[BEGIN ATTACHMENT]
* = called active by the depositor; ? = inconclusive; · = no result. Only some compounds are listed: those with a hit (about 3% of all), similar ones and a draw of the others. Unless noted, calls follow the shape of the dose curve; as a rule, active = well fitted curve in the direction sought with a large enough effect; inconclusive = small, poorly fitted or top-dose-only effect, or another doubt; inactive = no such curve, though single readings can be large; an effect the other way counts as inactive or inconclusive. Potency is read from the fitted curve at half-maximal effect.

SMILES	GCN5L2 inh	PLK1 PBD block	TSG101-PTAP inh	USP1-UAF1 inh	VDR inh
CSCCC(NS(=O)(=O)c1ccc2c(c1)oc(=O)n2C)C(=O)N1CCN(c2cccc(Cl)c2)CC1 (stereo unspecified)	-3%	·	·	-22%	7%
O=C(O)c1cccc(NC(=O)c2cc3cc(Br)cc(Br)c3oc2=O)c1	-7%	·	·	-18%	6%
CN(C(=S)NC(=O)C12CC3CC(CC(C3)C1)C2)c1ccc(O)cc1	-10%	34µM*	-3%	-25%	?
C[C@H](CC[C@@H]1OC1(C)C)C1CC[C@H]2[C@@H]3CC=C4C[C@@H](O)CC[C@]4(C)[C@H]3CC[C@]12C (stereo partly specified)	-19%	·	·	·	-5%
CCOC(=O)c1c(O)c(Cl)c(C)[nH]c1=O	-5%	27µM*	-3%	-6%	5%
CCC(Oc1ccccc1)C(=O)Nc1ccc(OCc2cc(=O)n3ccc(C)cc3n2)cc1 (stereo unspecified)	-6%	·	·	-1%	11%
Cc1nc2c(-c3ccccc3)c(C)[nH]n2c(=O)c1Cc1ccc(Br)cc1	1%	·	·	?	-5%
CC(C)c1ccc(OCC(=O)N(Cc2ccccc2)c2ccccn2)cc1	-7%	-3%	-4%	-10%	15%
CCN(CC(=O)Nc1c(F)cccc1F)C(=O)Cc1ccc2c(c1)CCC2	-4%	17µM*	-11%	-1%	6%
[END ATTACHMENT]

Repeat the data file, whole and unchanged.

* = called active by the depositor; ? = inconclusive; · = no result. Only some compounds are listed: those with a hit (about 3% of all), similar ones and a draw of the others. Unless noted, calls follow the shape of the dose curve; as a rule, active = well fitted curve in the direction sought with a large enough effect; inconclusive = small, poorly fitted or top-dose-only effect, or another doubt; inactive = no such curve, though single readings can be large; an effect the other way counts as inactive or inconclusive. Potency is read from the fitted curve at half-maximal effect.

SMILES	GCN5L2 inh	PLK1 PBD block	TSG101-PTAP inh	USP1-UAF1 inh	VDR inh
CSCCC(NS(=O)(=O)c1ccc2c(c1)oc(=O)n2C)C(=O)N1CCN(c2cccc(Cl)c2)CC1 (stereo unspecified)	-3%	·	·	-22%	7%
O=C(O)c1cccc(NC(=O)c2cc3cc(Br)cc(Br)c3oc2=O)c1	-7%	·	·	-18%	6%
CN(C(=S)NC(=O)C12CC3CC(CC(C3)C1)C2)c1ccc(O)cc1	-10%	34µM*	-3%	-25%	?
C[C@H](CC[C@@H]1OC1(C)C)C1CC[C@H]2[C@@H]3CC=C4C[C@@H](O)CC[C@]4(C)[C@H]3CC[C@]12C (stereo partly specified)	-19%	·	·	·	-5%
CCOC(=O)c1c(O)c(Cl)c(C)[nH]c1=O	-5%	27µM*	-3%	-6%	5%
CCC(Oc1ccccc1)C(=O)Nc1ccc(OCc2cc(=O)n3ccc(C)cc3n2)cc1 (stereo unspecified)	-6%	·	·	-1%	11%
Cc1nc2c(-c3ccccc3)c(C)[nH]n2c(=O)c1Cc1ccc(Br)cc1	1%	·	·	?	-5%
CC(C)c1ccc(OCC(=O)N(Cc2ccccc2)c2ccccn2)cc1	-7%	-3%	-4%	-10%	15%
CCN(CC(=O)Nc1c(F)cccc1F)C(=O)Cc1ccc2c(c1)CCC2	-4%	17µM*	-11%	-1%	6%